Back at the lodge, I luxuriated in my first hot shower in three days and we gathered for pre-dinner drinks and lots of mountaineering anecdotes in the cozy living room around a pot belly stove which threw out plenty of heat and had an outstanding meal with the lights of Namche Bazar twinkling in the distance. The pre-dawn wake up knock was accompanied by a seriously good cup of coffee and I’m not sure if it was the caffeine or anticipation-induced adrenalin that lured me out of my electric blanket cocoon. Today was to be a pinnacle experience, but all, of course, hinged upon clear skies and good weather, and my relief was palpable when it became apparent that we had a perfect blue-bird day. Thinking it would be impossible to top yesterday’s “fly-out breakfast,” we were embarking on yet another flight in our trusty Eurocopters for a very special meal at the Yeti Mountain Home at Kongde situated at 14,025 ft. Thankfully, the choppers picked us up right at the lodge rather than the town helipad (which in my case would have precipitated a midnight hike to get there in time) and we were whisked away, catching our first glimpse of Everest along the way. We landed on a snow bank and carefully navigated our way down the frozen path to the lodge where a sumptuous breakfast was laid out on the capacious snow-covered veranda. Ceremonial prayer scarves were presented and we were all frenzied between snapping still photographs, taking panoramas with iPhones and capturing the majesty of it all on video.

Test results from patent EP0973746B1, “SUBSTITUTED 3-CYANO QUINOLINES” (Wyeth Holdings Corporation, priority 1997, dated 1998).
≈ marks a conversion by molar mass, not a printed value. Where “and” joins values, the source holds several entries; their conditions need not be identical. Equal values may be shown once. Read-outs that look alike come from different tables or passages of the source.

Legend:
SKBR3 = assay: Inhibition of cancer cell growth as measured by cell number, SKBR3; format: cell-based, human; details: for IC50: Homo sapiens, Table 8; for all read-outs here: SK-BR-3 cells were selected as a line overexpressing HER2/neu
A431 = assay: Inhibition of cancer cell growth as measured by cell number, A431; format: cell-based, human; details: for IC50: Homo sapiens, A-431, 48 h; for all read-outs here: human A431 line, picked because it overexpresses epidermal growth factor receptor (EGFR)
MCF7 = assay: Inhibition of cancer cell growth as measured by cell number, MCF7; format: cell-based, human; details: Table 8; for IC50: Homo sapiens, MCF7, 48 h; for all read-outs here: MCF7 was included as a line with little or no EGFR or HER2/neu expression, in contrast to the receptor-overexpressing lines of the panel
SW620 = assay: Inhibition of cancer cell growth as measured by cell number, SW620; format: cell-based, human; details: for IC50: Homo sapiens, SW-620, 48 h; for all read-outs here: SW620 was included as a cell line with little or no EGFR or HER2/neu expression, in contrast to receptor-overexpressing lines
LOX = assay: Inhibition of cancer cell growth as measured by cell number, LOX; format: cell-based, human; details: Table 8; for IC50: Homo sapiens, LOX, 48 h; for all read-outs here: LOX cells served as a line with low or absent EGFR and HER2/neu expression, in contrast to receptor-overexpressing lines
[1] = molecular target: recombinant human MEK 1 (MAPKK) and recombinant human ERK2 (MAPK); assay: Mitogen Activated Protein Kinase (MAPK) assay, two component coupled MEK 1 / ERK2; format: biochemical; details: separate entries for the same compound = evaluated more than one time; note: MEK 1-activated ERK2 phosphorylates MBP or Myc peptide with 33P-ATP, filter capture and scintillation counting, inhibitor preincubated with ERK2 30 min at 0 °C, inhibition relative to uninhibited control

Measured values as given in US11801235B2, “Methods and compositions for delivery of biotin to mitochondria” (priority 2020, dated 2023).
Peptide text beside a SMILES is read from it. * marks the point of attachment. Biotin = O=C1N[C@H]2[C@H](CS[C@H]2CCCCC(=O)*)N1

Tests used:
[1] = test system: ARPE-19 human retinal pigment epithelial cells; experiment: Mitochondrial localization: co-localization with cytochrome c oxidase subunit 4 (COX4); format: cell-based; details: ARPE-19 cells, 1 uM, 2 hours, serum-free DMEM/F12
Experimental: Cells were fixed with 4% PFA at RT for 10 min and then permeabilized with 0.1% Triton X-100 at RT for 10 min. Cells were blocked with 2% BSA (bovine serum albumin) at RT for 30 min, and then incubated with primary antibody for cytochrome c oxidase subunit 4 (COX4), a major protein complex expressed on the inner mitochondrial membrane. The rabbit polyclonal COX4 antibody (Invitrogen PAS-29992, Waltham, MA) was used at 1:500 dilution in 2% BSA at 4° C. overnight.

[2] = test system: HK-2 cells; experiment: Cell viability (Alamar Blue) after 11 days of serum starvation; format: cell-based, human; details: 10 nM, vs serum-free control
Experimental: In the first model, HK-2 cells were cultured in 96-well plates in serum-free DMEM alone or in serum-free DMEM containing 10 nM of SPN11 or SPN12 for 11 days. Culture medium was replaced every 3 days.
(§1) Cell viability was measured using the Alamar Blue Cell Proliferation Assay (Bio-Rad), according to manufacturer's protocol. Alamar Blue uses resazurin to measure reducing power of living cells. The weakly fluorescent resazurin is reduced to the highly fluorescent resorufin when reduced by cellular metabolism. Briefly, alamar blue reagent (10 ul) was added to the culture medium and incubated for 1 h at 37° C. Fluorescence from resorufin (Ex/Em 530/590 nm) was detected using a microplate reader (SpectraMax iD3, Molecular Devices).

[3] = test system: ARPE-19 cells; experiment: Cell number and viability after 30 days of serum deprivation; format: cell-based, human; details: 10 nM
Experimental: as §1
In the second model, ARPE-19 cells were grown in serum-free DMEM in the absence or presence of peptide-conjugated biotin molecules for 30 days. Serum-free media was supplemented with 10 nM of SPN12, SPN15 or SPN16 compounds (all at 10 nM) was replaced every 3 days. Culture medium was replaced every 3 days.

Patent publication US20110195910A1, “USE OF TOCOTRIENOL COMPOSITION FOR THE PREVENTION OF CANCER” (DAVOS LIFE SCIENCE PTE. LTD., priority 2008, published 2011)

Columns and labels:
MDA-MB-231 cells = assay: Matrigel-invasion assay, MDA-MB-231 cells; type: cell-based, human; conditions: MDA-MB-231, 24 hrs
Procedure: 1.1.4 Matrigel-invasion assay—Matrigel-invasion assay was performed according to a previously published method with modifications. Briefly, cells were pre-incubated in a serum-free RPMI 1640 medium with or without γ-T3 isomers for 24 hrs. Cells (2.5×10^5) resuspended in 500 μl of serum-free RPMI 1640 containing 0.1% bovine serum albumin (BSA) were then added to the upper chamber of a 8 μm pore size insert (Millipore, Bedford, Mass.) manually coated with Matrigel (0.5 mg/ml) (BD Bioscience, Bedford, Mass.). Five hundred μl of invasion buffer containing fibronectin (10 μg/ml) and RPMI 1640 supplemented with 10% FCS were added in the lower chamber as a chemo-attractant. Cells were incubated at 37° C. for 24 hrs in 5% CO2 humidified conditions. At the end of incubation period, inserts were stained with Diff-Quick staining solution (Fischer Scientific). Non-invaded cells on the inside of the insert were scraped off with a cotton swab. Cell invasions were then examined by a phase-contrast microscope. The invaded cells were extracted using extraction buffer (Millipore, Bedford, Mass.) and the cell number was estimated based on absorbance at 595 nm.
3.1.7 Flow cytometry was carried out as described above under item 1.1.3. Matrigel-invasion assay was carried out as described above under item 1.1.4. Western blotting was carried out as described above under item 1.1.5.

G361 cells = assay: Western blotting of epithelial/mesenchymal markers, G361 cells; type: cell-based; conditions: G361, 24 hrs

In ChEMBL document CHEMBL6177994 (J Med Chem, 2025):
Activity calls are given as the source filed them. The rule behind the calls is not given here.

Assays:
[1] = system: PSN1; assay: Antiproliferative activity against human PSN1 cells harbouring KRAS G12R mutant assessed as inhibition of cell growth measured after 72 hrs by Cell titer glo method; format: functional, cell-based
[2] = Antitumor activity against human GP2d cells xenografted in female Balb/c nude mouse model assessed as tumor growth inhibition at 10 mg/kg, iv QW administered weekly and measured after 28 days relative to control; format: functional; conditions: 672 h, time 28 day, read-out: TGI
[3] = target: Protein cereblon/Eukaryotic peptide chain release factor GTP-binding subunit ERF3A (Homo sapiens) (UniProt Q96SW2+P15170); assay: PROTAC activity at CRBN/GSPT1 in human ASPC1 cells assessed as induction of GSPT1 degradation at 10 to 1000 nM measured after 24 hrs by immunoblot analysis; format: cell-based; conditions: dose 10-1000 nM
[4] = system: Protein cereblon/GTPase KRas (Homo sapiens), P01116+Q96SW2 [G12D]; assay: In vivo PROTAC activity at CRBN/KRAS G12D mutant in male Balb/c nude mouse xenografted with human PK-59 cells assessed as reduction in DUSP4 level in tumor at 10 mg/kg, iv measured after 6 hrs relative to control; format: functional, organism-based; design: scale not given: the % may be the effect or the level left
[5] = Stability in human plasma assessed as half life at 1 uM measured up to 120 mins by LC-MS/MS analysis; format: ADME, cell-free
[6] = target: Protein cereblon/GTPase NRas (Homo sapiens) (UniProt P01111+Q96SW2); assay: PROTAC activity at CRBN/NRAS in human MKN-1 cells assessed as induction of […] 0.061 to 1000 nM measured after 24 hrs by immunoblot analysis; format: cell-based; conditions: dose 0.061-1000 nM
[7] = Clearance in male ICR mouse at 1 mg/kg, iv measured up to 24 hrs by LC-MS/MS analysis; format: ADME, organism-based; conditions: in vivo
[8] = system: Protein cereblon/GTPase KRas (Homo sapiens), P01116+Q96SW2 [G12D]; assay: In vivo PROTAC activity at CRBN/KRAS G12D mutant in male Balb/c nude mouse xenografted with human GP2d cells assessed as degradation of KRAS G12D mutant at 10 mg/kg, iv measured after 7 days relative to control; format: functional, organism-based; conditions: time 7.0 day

Mt. Everest, the highest mountain in the world at 8848m (29,029 ft), was center stage and in our direct view from the terrace, as was Nuptse at 7879m, Lhotse at 8501 m and Ama Dablam at 6856m, all “technical” mountains and alluring to climbers. Truly, the peaks were 360 degrees all around us. We sat down to one of the most delicious meals of the trip: fresh fruit, croissants and bran muffins that I’d bet my last bottom dollar came from the Lukla German bakery, omelets oozing with melted gruyere cheese, and garlicky potato pancakes, all in the name of helping with the elevation! Champagne bottles were uncorked with pomp and circumstance and we toasted the mountains which were all around us. This was one of those “pinch me, it’s real” travel moments that I will savor forever, and for sure the closest I will ever get to Everest in this lifetime.
As if in a Cinderella moment, approaching midnight, the cloud cover started to roll in and the magic spell was broken…. There was a semi-urgent rush to get to the choppers and “get out,” lest we get stuck- but mind you, doing anything quickly – especially requiring even a short climb – at 14,000 ft (my highest elevation I’ve experienced) is not easy! But we took flight, feeling exhilarated, and headed for Lukla to refuel and return to Kathmandu.NextGEN gallery is not installed/inactive!